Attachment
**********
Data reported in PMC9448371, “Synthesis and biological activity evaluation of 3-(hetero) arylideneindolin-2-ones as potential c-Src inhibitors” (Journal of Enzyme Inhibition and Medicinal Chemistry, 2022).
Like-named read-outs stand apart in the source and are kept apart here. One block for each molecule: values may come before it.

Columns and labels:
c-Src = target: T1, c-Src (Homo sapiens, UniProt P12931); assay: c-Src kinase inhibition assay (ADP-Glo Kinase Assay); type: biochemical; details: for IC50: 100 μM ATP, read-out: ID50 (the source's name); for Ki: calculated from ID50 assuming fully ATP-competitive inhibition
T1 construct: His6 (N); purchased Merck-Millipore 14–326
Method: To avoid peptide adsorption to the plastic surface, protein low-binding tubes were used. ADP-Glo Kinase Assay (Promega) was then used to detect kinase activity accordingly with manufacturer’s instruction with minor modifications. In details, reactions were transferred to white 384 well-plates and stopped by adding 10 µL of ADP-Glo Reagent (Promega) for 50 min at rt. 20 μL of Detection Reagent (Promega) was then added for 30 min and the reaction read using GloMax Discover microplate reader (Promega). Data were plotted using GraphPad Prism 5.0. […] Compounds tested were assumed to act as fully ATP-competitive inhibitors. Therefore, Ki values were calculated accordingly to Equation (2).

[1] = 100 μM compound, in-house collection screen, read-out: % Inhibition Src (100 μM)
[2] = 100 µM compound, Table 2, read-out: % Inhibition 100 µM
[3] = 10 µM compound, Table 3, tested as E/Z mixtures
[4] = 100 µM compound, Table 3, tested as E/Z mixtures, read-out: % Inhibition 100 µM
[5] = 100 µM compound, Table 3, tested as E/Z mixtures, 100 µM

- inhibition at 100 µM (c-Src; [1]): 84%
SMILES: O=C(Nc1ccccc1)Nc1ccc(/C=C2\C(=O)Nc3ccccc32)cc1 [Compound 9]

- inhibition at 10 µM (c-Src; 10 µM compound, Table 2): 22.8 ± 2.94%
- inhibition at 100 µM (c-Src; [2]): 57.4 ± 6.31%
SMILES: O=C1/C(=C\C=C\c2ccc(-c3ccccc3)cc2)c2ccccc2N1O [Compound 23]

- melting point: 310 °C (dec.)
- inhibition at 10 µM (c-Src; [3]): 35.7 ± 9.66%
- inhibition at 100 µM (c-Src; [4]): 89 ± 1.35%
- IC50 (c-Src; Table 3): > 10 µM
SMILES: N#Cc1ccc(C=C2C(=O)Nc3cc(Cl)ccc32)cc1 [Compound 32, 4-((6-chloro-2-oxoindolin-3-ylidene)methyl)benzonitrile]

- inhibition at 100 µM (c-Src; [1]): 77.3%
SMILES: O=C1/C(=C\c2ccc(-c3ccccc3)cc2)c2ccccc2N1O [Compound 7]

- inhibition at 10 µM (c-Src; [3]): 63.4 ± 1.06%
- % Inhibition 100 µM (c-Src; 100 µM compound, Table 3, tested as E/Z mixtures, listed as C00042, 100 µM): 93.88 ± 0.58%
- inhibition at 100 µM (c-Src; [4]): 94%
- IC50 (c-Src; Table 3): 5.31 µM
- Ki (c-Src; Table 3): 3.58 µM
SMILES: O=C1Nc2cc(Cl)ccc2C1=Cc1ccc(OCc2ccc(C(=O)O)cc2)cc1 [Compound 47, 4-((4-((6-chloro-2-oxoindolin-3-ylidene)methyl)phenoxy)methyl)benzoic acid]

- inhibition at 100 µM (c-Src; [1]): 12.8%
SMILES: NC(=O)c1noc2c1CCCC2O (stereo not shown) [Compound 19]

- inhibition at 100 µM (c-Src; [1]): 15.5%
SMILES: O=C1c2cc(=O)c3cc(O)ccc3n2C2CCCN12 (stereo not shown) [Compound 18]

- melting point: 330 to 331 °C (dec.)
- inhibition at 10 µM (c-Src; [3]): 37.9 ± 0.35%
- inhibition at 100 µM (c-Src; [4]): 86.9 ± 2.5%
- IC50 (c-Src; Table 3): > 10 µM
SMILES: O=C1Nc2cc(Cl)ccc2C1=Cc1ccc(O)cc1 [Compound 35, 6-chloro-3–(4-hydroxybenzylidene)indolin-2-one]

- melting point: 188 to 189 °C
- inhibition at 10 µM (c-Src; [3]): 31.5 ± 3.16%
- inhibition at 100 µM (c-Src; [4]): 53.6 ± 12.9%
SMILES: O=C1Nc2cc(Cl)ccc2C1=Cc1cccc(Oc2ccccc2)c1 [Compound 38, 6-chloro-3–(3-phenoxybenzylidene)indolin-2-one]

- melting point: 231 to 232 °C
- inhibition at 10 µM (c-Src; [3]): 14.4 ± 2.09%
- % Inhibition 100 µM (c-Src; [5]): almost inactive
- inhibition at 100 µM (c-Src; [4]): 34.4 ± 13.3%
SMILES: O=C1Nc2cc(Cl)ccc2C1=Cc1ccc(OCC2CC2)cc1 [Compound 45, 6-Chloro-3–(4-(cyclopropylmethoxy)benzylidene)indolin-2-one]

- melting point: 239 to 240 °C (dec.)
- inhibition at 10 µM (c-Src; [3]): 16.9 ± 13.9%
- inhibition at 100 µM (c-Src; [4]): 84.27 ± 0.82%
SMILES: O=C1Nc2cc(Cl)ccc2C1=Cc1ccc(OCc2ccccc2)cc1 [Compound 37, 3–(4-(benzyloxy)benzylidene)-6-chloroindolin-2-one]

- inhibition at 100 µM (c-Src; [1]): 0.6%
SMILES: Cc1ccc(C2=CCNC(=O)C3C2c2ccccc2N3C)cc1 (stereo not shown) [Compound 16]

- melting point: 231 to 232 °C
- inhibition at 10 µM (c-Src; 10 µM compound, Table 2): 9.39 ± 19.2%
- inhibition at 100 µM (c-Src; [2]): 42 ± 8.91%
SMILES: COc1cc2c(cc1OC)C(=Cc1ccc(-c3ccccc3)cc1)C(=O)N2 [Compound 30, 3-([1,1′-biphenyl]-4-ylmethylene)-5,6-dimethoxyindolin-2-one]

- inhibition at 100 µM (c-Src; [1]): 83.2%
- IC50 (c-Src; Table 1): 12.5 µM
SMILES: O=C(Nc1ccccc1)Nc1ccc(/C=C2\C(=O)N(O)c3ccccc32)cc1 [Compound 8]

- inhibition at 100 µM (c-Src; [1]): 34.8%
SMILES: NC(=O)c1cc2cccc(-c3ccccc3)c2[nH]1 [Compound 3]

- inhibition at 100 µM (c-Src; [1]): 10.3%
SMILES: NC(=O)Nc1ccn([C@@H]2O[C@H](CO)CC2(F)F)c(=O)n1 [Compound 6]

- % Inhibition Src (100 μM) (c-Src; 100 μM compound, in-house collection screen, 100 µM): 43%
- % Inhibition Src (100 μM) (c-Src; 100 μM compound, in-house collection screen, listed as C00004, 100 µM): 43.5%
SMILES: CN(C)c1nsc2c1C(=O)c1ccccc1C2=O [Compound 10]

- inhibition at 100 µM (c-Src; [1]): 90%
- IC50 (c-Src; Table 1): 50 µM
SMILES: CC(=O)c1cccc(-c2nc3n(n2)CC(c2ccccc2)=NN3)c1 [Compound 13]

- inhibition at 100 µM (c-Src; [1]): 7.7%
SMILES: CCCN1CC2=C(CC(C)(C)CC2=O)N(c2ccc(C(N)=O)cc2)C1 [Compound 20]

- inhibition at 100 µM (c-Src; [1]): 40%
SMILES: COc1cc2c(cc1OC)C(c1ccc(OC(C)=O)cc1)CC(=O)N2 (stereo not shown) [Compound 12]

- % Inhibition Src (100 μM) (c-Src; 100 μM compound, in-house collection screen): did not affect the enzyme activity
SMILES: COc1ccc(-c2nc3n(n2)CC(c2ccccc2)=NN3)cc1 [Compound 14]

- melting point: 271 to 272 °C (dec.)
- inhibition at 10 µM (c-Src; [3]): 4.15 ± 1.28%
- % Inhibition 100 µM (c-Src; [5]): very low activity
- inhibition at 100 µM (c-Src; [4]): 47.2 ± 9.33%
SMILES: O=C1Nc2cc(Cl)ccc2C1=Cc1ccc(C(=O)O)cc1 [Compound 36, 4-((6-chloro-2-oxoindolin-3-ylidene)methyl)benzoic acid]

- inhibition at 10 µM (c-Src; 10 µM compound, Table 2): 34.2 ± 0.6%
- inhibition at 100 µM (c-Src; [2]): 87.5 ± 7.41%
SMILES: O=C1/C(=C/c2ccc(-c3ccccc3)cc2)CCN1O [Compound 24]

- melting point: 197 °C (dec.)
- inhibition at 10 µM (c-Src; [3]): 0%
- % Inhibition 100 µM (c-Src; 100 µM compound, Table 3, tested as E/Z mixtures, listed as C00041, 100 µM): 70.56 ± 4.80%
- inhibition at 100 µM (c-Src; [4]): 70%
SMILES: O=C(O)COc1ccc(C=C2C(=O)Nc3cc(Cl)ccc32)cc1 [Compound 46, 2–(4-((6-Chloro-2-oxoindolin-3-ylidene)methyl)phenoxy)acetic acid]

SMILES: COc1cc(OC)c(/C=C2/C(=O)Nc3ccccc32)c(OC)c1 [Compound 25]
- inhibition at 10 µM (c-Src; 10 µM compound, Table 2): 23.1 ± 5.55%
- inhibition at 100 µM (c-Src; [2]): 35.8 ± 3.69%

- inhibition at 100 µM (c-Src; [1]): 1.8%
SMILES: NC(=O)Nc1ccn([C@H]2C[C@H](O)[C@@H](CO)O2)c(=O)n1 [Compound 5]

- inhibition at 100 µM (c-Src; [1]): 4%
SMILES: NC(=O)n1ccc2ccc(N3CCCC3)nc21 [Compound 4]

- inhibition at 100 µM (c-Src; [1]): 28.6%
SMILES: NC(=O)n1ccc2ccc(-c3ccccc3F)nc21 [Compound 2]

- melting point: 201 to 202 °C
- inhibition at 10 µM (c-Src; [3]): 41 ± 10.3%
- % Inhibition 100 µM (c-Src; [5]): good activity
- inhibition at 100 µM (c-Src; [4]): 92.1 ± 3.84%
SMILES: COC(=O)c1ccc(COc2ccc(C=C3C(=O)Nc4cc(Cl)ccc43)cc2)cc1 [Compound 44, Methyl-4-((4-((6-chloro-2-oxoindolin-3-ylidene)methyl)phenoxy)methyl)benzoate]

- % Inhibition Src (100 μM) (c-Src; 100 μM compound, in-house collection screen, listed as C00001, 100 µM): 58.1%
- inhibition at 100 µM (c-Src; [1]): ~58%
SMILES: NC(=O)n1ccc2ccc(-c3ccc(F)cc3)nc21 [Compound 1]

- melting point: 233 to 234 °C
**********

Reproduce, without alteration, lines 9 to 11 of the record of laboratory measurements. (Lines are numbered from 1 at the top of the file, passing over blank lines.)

[3] = 10 µM compound, Table 3, tested as E/Z mixtures
[4] = 100 µM compound, Table 3, tested as E/Z mixtures, read-out: % Inhibition 100 µM
[5] = 100 µM compound, Table 3, tested as E/Z mixtures, 100 µM